After one of my monthly lunches with a Philly writers’ group, Naomi pulled me aside. There was something she needed to tell me.
A few parents in the group had been talking about balancing work with kids.
“It’s okay not to have kids,” Naomi said, looking intently into my eyes. “Your life will be full and happy and valuable,” she continued, speaking from personal experience. “I want you to know that there’s nothing wrong with your choice.”
Somehow, this remains one of the most personally validating affirmations I’ve ever received. In my experience, people constantly ask women my age if we have kids—and if the answer is no, they ask if we want any. If we say no, we brace for comments like “But you never know!” or “But what if you meet somebody who wants kids?”
Naomi saw me for myself, not for what other people expected of me, and she shared that when I most needed to hear it.
Naomi moved to Philly in 2012 after a career spanning arts journalism, teaching, screenwriting, and much more. After living and working in cities including Chicago, New York, Los Angeles, London, and Tel Aviv, she dove into Philly’s art scene, writing dozens of pieces for BSR starting in 2013, with many Phindie bylines as well.
But one of my favorite pieces was her 2014 essay for WHYY about the problem with hugs. Naomi was a warm, intelligent person and, for a variety of reasons, she liked her personal space. She objected to the rampant “I’m a hugger!” philosophy, which pulls every acquaintance into a tight embrace before anyone can say no.
“There are hugs I do enjoy,” she wrote. “All I’m asking is: Be respectful. Ask people if they want to be hugged. . . . Make it a shared experience, not a show of force, and you’ll both emerge from the experience feeling good.”
In other words, real friendliness is respecting other people’s boundaries and letting them consent to interacting with you—every time. Whenever Naomi and I met up, a smile was all we needed, and when we headed for home, I’d ask her if she wanted a hug. Sometimes she did.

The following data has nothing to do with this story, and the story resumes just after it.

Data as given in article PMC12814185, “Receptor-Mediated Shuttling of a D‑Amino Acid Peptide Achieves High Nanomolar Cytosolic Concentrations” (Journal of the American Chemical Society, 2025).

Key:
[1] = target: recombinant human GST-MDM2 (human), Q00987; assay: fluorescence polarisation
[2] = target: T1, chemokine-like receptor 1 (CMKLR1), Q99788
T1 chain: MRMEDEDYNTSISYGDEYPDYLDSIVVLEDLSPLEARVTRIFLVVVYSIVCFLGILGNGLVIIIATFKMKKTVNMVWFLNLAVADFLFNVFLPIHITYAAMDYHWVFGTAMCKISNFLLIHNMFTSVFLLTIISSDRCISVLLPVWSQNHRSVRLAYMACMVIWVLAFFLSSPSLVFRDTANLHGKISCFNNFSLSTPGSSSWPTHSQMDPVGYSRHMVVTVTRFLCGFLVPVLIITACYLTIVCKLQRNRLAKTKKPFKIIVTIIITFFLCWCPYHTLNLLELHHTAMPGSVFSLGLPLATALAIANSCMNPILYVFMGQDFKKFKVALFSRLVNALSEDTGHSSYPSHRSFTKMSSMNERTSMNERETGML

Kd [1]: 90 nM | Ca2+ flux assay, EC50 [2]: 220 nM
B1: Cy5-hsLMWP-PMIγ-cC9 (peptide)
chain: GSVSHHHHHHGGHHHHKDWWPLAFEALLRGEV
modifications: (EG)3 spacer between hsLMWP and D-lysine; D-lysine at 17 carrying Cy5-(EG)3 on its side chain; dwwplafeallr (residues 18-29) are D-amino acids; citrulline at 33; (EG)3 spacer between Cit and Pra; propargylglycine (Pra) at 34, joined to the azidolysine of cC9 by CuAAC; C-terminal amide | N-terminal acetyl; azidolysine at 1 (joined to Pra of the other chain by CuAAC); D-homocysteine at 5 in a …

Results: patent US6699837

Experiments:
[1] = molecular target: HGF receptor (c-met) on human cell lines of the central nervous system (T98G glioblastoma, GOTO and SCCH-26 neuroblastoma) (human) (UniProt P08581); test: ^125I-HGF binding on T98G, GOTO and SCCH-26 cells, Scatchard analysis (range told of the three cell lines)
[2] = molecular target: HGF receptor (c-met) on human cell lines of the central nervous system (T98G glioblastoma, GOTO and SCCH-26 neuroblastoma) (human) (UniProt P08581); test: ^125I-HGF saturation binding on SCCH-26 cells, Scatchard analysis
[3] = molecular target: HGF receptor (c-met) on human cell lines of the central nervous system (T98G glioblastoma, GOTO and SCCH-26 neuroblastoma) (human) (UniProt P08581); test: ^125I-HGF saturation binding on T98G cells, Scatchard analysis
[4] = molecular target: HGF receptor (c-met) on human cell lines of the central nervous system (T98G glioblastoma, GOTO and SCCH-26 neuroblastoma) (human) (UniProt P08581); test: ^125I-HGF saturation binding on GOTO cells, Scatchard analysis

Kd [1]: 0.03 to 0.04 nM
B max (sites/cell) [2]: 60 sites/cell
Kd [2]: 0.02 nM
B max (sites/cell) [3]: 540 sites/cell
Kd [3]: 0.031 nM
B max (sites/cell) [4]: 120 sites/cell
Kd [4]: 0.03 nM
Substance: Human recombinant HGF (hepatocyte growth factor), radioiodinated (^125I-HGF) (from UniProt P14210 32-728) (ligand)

As constant SEPTA riders, we often encountered each other on buses. We crossed over at theater openings, too, and loved discussing the intersections of feminism, sex, and power onstage.
We reviewed Lee Minora’s 2018 Fringe production of White Feminist on the same night and both enjoyed the show. I cautioned audiences to find additional sources to understand the serious injustices perpetrated by a certain brand of white feminism.
Naomi pointed out the way the show emphasizes the fraught trope of women seeking power by opening up about trauma. “Is claiming #MeToo status, whatever our stories, the only way to claim power?” she wrote. “Is woman’s vulnerability the source of her strength?”
Naomi and I relished disagreeing about some things, like Dîner en Blanc, which I view as a giant, elitist nuisance. But she enjoyed attending for the fascinators, the exclusive edge mingled with international bonhomie, and for the thousands of strangers sitting together not to protest but to picnic. Naomi loved stylish outfits of expertly layered black, but when rain threatened Dîner en Blanc, she made a poncho out of a white trash bag.
See you there
The last performance we both attended as critics was the Arden’s Charlotte’s Web. She found me during intermission, both of us more than a little agitated in the sea of clamoring matinee kids. For once, we left the show in perfect agreement about something: the Arden’s Wilbur could, in fact, be precisely described as “fatuous.”
Going to all those shows wasn’t easy for Naomi. She stayed active, but chronic health challenges often made the theater difficult to navigate: she got cold easily, her lungs couldn’t abide any smoke effects, and sound systems overwhelmed her. I can relate. But instead of staying in, she brought an extra sweater and some earplugs.
One of our favorite things to do was see Philly Improv Theater shows at the Adrienne, especially our friend and former BSR editor Judy Weightman’s improv team, the Time Bandits. We sometimes got dinner at the nearby Shake Shack, where Naomi could easily get a dairy-free meal.
Taking the bus by myself
Several days ago, Naomi was at a performance when she began to feel sick. An ambulance took her from the venue to the hospital, where she died after suffering a series of strokes. I was on 16th Street near Rittenhouse when I glanced at my phone and saw the email from one of our mutual colleagues. I reeled, trying to grasp a city where I will never get on the bus and see Naomi again.
Naomi spoke up about things other folks might neglect. She reminded me it was okay to focus on what I want to do in life, not just what I feel obligated to do. If I could do what I wanted, I’d meet up with her again. More feminist debates, more soldiering into improv shows of unknown quality, and more burgers: one with cheese and one without.
I’m so grateful Naomi made Philly her home.